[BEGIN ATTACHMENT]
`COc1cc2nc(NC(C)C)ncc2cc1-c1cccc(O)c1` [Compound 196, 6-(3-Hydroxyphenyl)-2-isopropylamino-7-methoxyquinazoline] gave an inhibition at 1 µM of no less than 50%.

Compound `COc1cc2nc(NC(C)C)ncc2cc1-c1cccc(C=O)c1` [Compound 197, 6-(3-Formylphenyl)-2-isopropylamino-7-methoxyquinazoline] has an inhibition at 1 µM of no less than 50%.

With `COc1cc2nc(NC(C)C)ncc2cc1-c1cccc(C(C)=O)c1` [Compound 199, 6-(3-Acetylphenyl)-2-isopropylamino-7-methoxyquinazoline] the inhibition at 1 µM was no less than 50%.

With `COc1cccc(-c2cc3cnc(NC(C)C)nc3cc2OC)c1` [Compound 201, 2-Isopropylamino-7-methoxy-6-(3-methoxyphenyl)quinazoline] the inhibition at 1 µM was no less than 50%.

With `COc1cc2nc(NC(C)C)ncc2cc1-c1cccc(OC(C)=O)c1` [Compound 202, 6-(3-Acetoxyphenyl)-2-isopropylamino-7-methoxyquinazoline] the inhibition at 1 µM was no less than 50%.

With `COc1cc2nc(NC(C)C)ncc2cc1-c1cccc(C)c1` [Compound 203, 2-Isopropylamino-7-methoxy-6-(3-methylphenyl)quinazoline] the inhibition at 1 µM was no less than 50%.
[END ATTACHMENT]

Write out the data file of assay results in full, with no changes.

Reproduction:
`COc1cc2nc(NC(C)C)ncc2cc1-c1cccc(O)c1` [Compound 196, 6-(3-Hydroxyphenyl)-2-isopropylamino-7-methoxyquinazoline] gave an inhibition at 1 µM of no less than 50%.

Compound `COc1cc2nc(NC(C)C)ncc2cc1-c1cccc(C=O)c1` [Compound 197, 6-(3-Formylphenyl)-2-isopropylamino-7-methoxyquinazoline] has an inhibition at 1 µM of no less than 50%.

With `COc1cc2nc(NC(C)C)ncc2cc1-c1cccc(C(C)=O)c1` [Compound 199, 6-(3-Acetylphenyl)-2-isopropylamino-7-methoxyquinazoline] the inhibition at 1 µM was no less than 50%.

With `COc1cccc(-c2cc3cnc(NC(C)C)nc3cc2OC)c1` [Compound 201, 2-Isopropylamino-7-methoxy-6-(3-methoxyphenyl)quinazoline] the inhibition at 1 µM was no less than 50%.

With `COc1cc2nc(NC(C)C)ncc2cc1-c1cccc(OC(C)=O)c1` [Compound 202, 6-(3-Acetoxyphenyl)-2-isopropylamino-7-methoxyquinazoline] the inhibition at 1 µM was no less than 50%.

With `COc1cc2nc(NC(C)C)ncc2cc1-c1cccc(C)c1` [Compound 203, 2-Isopropylamino-7-methoxy-6-(3-methylphenyl)quinazoline] the inhibition at 1 µM was no less than 50%.